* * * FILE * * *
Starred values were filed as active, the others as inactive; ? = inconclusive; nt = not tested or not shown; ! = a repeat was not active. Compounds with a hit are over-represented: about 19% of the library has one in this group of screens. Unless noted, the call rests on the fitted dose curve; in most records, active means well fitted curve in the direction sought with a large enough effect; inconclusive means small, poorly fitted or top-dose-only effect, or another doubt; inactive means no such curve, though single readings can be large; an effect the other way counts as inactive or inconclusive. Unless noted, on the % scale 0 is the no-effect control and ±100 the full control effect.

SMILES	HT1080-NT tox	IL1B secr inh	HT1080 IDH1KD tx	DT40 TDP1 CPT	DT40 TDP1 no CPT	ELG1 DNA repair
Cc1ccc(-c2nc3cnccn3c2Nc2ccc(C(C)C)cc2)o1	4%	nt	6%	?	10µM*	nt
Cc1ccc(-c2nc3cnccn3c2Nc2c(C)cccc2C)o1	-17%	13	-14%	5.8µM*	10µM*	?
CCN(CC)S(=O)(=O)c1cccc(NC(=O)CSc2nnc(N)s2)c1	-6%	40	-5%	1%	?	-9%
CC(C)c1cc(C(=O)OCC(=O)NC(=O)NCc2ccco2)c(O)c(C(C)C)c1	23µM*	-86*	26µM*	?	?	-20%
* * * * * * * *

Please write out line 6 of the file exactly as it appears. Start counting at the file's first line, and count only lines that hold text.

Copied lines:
CC(C)c1cc(C(=O)OCC(=O)NC(=O)NCc2ccco2)c(O)c(C(C)C)c1	23µM*	-86*	26µM*	?	?	-20%